Charities should organise themselves into consortia if they want to compete with the private sector in delivering public services on a large scale, according to Jonathan Lewis, chief executive of Social Investment Business.
Speaking at a conference called Funding the Future in London yesterday, Lewis told delegates there was a lot of scope for charities to win contracts.
But he said the fragmented nature of the sector and a lack of social investment funds were two of the main reasons why they delivered only 3 per cent of public services.
He said that if charities came together to deliver these services, they would be more likely to be taken seriously by banks and secure funding from them.
Lewis said the sector needed its own version of Capita, a huge outsourcing company that runs a range of public services. He said this could help to organise the sector better and pass any profits made from contracts back to the charities delivering them.
"If we all work together, we have the potential to deliver services that we haven't been able to as a sector to this date," he said.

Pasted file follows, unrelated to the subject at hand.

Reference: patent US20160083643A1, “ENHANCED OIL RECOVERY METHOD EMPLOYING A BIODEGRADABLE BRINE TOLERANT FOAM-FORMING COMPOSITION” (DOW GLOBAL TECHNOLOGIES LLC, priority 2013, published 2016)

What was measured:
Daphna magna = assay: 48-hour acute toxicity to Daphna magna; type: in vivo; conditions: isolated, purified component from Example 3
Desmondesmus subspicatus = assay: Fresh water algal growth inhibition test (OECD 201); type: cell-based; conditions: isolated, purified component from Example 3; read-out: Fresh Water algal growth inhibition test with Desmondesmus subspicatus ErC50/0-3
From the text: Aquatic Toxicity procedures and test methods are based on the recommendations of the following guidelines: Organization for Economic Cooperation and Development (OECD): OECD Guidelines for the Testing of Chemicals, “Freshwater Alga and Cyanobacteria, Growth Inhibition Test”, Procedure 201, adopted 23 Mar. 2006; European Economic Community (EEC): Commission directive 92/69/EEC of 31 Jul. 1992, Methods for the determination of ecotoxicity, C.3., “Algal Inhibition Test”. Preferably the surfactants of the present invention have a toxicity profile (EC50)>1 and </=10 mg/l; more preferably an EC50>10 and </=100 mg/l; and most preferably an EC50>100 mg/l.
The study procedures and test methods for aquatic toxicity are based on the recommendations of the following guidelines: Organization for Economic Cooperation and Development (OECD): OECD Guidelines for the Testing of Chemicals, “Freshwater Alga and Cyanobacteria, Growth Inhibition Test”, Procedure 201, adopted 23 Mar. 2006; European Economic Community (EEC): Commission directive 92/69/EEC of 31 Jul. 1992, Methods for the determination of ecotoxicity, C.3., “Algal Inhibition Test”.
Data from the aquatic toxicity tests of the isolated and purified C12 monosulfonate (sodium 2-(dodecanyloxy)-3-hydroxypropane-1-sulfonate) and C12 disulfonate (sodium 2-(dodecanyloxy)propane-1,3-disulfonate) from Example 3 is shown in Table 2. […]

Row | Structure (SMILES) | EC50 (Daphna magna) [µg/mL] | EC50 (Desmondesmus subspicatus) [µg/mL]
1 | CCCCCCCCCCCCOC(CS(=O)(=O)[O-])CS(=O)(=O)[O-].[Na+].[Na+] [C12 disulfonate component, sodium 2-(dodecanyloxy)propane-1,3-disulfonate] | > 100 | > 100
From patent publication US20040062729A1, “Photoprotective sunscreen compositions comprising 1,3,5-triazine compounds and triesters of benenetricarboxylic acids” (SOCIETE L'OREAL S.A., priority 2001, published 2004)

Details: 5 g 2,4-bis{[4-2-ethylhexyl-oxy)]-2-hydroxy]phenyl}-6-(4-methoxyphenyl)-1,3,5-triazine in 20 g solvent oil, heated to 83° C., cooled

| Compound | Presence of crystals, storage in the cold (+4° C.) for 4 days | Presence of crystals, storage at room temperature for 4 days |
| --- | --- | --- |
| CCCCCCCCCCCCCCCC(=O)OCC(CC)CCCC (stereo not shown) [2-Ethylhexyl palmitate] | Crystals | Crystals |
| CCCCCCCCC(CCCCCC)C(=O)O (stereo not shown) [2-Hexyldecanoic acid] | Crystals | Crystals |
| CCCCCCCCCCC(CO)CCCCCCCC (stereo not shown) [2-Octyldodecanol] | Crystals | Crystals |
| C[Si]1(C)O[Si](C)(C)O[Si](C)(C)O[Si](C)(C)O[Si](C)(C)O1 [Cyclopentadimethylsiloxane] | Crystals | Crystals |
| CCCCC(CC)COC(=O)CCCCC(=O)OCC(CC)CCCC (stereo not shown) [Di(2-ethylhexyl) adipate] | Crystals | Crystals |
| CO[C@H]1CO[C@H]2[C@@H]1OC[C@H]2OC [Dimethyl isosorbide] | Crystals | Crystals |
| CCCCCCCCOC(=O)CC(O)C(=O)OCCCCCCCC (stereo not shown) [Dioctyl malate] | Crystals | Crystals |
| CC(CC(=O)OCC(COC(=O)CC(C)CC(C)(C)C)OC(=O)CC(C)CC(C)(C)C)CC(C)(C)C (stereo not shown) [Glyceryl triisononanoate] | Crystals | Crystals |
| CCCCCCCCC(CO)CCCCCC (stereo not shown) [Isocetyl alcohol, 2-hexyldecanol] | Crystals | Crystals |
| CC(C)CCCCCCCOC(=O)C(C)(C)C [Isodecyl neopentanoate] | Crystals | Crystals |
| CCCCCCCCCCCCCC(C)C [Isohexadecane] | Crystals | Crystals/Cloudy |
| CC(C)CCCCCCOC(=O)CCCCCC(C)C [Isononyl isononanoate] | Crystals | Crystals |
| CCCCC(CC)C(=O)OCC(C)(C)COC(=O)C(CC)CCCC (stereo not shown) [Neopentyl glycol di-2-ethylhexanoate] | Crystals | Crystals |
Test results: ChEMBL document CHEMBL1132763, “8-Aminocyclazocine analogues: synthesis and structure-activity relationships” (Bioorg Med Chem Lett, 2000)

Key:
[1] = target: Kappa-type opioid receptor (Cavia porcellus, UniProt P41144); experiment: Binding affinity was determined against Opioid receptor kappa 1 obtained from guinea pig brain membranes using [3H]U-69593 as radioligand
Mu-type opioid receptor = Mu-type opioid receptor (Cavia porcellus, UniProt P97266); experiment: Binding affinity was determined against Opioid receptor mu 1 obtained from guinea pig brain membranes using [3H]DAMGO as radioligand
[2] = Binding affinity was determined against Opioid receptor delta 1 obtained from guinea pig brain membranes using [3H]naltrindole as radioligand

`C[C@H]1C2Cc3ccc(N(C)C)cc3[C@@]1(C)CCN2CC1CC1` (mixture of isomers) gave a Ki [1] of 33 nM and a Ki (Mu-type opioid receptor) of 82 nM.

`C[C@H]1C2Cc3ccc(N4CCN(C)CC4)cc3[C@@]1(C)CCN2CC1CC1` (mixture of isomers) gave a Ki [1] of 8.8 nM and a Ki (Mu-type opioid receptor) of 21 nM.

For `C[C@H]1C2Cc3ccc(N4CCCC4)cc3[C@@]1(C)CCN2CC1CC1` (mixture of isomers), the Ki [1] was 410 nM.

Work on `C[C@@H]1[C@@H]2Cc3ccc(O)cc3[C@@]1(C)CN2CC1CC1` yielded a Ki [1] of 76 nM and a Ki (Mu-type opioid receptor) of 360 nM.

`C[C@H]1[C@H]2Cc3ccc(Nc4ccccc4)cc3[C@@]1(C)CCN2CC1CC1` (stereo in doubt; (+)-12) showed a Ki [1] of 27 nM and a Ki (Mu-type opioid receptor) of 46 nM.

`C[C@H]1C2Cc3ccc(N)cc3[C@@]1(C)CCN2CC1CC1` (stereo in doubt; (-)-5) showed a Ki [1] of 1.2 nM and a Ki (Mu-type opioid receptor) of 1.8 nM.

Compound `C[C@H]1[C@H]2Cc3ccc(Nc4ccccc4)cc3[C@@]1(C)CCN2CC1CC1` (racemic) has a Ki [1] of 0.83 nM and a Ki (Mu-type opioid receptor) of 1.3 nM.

Earlier at the conference, Lord Freud, the minister for welfare reform, championed the government's move towards payment by results for contract work.
He said this would ensure that charities would get work because they were producing results rather than having to rely on the goodwill of a particular politician.
"The opportunities are huge and I hope you are all able to take full advantage of them," he told delegates.
Peter Holbrook, chief executive of the Social Enterprise Coalition, also addressed the conference, saying that the sector needed to take advantage of service delivery opportunities before they disappeared.
"Don't build reserves; invest in your business," he said. "This is the time to build new businesses."